A DWI is a serious type of criminal offense in Texas. This is due to the fact that driving while intoxicated makes you a hazard on the roads. DWI can often lead to severe car accidents that result in injuries or even death. These offenses are not treated lightly, and they may result in harsh and lasting punishments. So, if you have been charged with a third DWI offense in Texas, the potential punishments and penalties are significantly more severe.
If you have been recently charged with your third DWI offense, you should contact Andrew Deegan DWI Attorney at Law. Facing consecutive DWIs can be stressful as it can potentially disrupt your life. Due to the severity of the situation, you need an attorney who is highly experienced in DWI laws and who can help you make a strong defense. If you are in the Fort Worth area, our team of attorneys is here for you when you need them the most.
DWI Offenses in Texas
Under Texas Penal Code Section 49.04, a DWI is defined as driving or operating a vehicle in any kind of public area while intoxicated. Intoxication means a state in which your physical or mental capabilities are decreased due to the presence of alcohol, prescriptions, drugs, illegal drugs, or a mixture within your body. Obviously, this is a crime since these types of substances can inhibit the proper motor functions which may be used to operate and drive a vehicle. Thus, this can create a potentially dangerous situation on the roads for, not only yourself but for anyone else around. Intoxicated driving is one of the major causes of car accidents, injuries, and death.
With a DWI in which alcohol is present, state laws specify that you may not have a blood alcohol concentration (BAC) level greater than 0.08%. Usually, if a patrol officer suspects that you are intoxicated, they may ask you to pull over and take a test to determine the amount of alcohol in your body. They may do this by testing your breath, your blood, or even your urine. However, even if you do have a BAC that is lower than the limit of 0.08%, you may still be charged with a DWI if your physical and mental capabilities are significantly impaired. This is largely due to the fact that alcohol may affect every individual differently. There may be different sobriety tests to determine your state of impairment if necessary.
It should also be noted that certain types of drivers may have lower BAC limits. For example, individuals younger than 21 years of age may not have any traceable amount of alcohol in their body while driving. Also, for commercial drivers, they may not have a BAC of 0.04% or greater. In cases in which you have a BAC of 0.15% or greater, you may receive an enhanced DWI offense.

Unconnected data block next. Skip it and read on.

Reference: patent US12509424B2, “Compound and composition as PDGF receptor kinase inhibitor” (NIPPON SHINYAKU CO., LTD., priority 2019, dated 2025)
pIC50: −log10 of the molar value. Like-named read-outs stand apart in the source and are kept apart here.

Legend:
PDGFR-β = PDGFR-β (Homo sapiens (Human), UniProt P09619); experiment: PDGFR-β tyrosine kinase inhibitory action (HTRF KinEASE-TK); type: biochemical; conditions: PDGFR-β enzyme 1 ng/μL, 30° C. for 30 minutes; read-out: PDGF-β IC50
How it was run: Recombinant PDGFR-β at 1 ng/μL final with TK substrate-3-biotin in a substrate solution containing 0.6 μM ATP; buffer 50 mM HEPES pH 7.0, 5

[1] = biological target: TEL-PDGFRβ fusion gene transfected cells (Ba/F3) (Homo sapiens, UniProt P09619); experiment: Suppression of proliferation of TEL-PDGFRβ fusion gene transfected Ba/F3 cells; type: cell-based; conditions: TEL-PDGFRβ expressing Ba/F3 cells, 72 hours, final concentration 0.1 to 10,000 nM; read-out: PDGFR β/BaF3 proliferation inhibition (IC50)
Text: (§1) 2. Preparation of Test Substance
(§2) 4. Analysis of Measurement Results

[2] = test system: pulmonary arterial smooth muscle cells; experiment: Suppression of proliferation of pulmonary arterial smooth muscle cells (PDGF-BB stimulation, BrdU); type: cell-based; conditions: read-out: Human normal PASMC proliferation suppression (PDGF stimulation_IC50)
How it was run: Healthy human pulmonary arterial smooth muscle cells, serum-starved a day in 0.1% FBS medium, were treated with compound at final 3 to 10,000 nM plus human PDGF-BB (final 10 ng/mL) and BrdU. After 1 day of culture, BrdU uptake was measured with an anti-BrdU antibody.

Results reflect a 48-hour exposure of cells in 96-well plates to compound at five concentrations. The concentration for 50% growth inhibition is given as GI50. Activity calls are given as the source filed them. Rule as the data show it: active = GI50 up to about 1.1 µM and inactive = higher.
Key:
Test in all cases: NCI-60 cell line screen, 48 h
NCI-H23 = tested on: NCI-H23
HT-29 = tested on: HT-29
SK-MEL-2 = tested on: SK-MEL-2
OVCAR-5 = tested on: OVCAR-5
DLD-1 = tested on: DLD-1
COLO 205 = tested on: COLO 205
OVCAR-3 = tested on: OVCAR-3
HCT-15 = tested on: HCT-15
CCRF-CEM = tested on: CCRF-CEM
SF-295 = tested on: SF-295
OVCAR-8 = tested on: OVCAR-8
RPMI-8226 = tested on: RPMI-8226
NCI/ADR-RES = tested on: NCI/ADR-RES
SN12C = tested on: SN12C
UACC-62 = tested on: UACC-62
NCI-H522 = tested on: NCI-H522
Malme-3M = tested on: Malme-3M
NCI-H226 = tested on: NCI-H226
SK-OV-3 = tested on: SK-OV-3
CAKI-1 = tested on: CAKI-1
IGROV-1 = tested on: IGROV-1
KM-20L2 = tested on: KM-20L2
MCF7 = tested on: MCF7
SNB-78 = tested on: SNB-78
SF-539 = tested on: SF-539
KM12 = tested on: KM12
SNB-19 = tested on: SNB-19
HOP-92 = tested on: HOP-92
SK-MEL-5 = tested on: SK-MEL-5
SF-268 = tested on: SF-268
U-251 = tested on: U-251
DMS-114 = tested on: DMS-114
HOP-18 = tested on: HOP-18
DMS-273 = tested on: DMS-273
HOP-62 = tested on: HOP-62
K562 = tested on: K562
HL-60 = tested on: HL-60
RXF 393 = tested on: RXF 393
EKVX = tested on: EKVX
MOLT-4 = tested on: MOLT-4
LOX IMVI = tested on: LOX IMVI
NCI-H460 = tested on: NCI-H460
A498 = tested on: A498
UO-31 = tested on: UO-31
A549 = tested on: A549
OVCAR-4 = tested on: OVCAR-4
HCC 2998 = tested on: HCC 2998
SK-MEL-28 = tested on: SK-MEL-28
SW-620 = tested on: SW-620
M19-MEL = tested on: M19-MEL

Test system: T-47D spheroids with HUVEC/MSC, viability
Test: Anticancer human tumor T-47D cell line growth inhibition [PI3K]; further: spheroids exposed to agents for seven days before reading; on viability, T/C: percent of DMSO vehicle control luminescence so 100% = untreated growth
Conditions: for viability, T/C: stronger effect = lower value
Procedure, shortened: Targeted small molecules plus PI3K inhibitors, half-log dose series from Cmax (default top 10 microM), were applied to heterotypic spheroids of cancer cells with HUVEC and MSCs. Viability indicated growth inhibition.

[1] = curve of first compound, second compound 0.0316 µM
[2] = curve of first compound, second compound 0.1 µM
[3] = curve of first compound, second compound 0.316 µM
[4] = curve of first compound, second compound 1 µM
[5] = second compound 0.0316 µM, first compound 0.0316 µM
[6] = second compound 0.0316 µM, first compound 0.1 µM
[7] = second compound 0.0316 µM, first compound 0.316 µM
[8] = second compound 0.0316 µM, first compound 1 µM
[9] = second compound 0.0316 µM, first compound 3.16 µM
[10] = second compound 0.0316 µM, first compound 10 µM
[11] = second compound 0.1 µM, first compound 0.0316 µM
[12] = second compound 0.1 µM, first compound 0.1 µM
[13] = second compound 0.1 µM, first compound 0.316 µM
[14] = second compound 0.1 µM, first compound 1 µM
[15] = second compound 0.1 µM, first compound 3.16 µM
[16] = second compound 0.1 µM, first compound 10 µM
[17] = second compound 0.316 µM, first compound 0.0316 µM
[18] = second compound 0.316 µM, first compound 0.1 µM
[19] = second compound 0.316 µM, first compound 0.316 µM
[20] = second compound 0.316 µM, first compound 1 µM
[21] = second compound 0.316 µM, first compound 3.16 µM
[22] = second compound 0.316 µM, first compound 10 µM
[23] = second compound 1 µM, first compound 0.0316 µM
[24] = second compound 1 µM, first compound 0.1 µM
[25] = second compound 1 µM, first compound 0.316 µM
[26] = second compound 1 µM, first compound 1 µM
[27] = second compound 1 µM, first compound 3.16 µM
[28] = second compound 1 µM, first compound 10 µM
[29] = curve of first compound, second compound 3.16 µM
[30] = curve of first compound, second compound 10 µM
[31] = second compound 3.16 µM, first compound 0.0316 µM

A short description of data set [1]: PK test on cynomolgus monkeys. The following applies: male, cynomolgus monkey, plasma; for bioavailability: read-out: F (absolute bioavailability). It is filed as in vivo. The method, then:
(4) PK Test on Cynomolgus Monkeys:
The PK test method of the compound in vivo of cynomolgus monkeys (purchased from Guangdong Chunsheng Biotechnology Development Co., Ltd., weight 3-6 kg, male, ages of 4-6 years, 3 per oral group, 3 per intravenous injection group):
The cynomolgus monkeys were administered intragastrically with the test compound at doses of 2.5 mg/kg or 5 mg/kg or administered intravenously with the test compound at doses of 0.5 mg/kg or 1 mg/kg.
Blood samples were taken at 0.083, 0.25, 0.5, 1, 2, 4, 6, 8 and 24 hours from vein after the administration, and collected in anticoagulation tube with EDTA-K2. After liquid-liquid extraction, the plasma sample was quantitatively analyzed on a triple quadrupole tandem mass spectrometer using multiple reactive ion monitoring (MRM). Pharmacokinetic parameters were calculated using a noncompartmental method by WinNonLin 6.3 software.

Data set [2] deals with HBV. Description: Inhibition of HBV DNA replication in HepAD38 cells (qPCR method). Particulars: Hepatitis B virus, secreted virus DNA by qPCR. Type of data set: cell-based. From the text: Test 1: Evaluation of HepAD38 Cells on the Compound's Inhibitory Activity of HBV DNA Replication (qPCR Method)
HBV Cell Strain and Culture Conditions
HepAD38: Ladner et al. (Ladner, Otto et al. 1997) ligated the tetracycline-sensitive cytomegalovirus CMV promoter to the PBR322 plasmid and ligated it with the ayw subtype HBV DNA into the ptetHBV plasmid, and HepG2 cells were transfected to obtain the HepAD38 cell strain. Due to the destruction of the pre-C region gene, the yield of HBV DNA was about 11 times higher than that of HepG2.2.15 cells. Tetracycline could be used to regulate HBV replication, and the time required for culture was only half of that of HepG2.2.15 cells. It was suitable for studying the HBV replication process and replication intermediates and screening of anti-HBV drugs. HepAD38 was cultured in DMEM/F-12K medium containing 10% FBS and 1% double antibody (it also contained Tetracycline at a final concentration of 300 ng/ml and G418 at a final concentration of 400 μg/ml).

- Sergio spent the night at a local bar with his buddies. After a couple of drinks, Sergio decides to go home. He drives himself home. A patrol officer notices Sergio frequently swerving into other lanes. The officer pulls him over, and the breathalyzer determines that Sergio has a BAC of 0.1%. Sergio is arrested and charged with a DWI.
A third offense DWI is received after you have already been convicted of two previous DWI offenses. Under Texas Penal Code Section 49.09, this is an example of an enhanced DWI offense. This offense may also apply if you have received two previous offenses similar to a DWI in another state. Also, it applies to any other type of DWI offense in the state of Texas. There is no limitation on how long ago the offenses took place. If you previously have received a DWI more than ten years ago and another one within the last year, they will both be considered in the court of law; thus, resulting in a third offense DWI. Again, you must have been convicted of the DWI in order to receive this offense—a DWI arrest is not enough.
As an enhanced DWI offense, the potential punishments you may be given will be significantly more severe than just a regular DWI. Also, depending on the circumstances around the DWI incident, the offense may even be furthered enhanced to include even greater punishments. This can include any aggravating circumstances around the previous DWI convictions as well.
Necessary Elements for a Third DWI Offense
When it comes to a DWI offense, a prosecutor needs to prove some specific elements to convict you of the DWI offense. Also, the prosecutor needs to prove these elements in court beyond a reasonable doubt. With a third offense DWI, it shares the same elements as any standard type of DWI charge besides the fact that needs to have been two previous DWI convictions. The essential elements that must be shown in any DWI case that you were:
- The individual driving or operating the vehicle,
- Driving the vehicle in any public area, and
- Intoxicated while operating the vehicle.
All of these elements must be proven in the court of law in order to be properly convicted of a DWI charge. When it comes to a third offense DWI, these elements still apply; however, the prosecutor must also show that you have been previously convicted of a DWI offense at least twice before the current incident.
Most of these elements are common sense. The first element necessitates that you were the individual driving or operating the vehicle. The second one states that you must be in a public area while you were driving. This may mean any roadway like a street, a highway, and more common driving areas.